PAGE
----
Synopses & Reviews
In a moving and richly evocative novel about the remarkable capacity of the human spirit, Alice Adams brings readers into the beautiful community of San Sebastian, California, where a group of dear old friends have shared their lives for many wonderful, difficult years. It has taken writer Dudley Venable and her husband Sam thirty years to perfect their once-tumultuous marriage, but now they've almost got it right...lovely Celeste Timberlake, recently widowed, has found herself in the midst of a destructive new relationship...Edward Crane is desperately trying to hold on to his much-younger lover, Freddy Fuentes...and the group's eccentric, Polly Blake, shares everything but her own dark secrets. Together they make up a circle of deeply devoted friends who have weathered life together -- and discovered the resilience of the heart, the power of friendship, and the wonder of second chances.
The richest, most satisfying novel that Adams has yet produced....
The New York Times Book Review
A touching, subtle, truth-filled book....
The Cleveland Plain Dealer
An ambitious, wise, brilliantly executed novel....Alice Adams belongs the company of a very smallgroup of contemporary novelists who seem to know everything worth knowing about human beings.
The Philadelphia Inquirer
Haunting and striking...Second Chances has Alice Adams traversing familiar terrain, the world of relationships and friendships, the intricacies of longtime companions and lovers.
About the Author
Alice Adams, born in Virginia and educated at Radcliffe College, is the author of ten highly praised novels. Her short stories have appeared in twenty-two O. Henry Awards collections and several volumes of Best American Short Stories.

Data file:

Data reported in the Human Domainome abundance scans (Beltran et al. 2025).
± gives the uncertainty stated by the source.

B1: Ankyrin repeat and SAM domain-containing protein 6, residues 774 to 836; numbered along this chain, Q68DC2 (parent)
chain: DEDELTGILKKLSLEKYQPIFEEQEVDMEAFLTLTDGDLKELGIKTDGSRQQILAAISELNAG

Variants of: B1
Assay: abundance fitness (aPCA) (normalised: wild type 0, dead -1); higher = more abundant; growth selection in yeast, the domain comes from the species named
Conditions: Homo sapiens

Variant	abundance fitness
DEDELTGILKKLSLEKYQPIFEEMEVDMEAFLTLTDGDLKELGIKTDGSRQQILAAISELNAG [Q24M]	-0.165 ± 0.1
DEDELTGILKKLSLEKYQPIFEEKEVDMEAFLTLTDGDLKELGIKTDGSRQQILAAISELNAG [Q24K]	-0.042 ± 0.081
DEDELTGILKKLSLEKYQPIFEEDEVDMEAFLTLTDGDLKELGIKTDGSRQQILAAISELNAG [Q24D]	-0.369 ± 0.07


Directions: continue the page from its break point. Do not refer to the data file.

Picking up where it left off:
She has been the recipient of an Academy and Institute Award in Literature from the American Academy and Institute of Arts and Letters, and has received grants from the National Endowment for the Arts and the Guggenheim Foundation. Ms. Adams' other novels include Superior Women,
a New York Times
bestseller, Medicine Men, Caroline's Daughters,
and Almost Perfect,
a New York Times
Notable Book, all published by Washington Square Press. She lives in San Francisco.
Reading Group Guide
Reading Group Guide
- Dudley and Edward are described as best friends. Is it possible for a man and woman to be each other's "best friend?" Does the possibility of that sort of friendship become more likely as men and women age?
- Second Chances is obviously written in the early 1980s. Could the story also be a current one?
- Although Edward and Freddy are very much a couple, they have not been intimate for a number of years. Discuss the meaning of "intimacy" within the context of a non-sexual relationship and a sexual one.
- Celeste's friends immediately see Bill as a threat to their group. Is their concern for Celeste or for themselves?
- Polly's affair with Charles, although thought by the two participants to be a secret, is in fact, known by Celeste. How is Celeste's friendship with Polly reflective of that knowledge?
- Sara is a catalyst for most of the action in Second Chances. Discuss a possible scenario for the characters had she not come to California.
- Sara's re-exploration of her relationship with Alex mirrors both Dudley and Celeste's re-awakening after the deaths of their husbands. Discuss the differences and similarities between the three women.
- Illness is a central theme in Second Chances. Is Polly's recovery from cancer and Emma's death from it ironic or merely realistic?
- Mexico is a favored jumping-off point for many of the characters -- Freddy, Sara, Alex. Did the author need to move these characters away from the setting of the novel for action to take place? Discuss the theme of place within the novel.
- Is Bill Priest's interest in Celeste merely a way to get to Sara? How is his fanatic pursuit of both Celeste and Sara mirrored in the two women?
- Freddy's emergence as a gay activist bothers Edward mainly because it, in a sense, "outs" him. Discuss the gay community's response to AIDS as a political force.
- Polly's affair with Victor is a hidden one, as both are bound by class strictures not to be seen breaking out of those castes. Does class matter as much today?